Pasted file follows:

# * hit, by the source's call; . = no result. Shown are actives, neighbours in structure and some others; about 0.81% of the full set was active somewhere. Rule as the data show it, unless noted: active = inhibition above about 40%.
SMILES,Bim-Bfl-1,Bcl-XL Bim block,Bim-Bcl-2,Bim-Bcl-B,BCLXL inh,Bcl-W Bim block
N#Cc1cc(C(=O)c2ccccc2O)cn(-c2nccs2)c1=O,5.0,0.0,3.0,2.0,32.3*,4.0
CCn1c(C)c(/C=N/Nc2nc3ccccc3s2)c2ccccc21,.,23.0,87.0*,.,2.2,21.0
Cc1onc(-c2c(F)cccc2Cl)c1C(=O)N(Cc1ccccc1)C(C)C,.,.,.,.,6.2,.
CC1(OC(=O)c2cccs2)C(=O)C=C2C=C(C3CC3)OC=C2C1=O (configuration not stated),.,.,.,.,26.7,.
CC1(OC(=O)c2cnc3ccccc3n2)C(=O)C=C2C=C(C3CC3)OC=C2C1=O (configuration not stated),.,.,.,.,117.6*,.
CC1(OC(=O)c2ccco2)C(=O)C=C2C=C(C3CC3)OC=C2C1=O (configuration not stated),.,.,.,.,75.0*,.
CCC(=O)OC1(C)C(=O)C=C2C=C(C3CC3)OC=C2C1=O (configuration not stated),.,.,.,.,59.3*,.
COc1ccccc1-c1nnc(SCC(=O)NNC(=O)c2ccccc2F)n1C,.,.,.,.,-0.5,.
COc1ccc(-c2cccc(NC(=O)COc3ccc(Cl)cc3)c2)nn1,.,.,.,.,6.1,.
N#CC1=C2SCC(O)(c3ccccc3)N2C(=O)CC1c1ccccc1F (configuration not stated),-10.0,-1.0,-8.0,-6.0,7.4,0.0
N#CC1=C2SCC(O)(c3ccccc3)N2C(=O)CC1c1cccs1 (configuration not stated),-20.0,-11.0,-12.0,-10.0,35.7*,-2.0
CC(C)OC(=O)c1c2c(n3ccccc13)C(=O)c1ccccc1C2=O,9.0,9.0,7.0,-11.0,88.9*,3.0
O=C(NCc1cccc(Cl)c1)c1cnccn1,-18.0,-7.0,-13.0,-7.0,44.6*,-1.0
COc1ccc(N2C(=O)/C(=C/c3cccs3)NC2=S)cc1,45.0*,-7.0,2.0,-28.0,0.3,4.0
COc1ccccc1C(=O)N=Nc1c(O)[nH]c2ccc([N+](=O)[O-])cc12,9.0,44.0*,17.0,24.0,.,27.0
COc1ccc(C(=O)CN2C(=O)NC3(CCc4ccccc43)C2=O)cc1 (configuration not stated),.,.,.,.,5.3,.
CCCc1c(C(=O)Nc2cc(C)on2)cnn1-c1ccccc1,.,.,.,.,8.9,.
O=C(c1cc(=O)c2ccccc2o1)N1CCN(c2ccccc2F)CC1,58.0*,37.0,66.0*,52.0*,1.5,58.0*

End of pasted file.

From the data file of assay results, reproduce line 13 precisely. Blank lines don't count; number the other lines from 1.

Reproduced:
N#CC1=C2SCC(O)(c3ccccc3)N2C(=O)CC1c1cccs1 (configuration not stated),-20.0,-11.0,-12.0,-10.0,35.7*,-2.0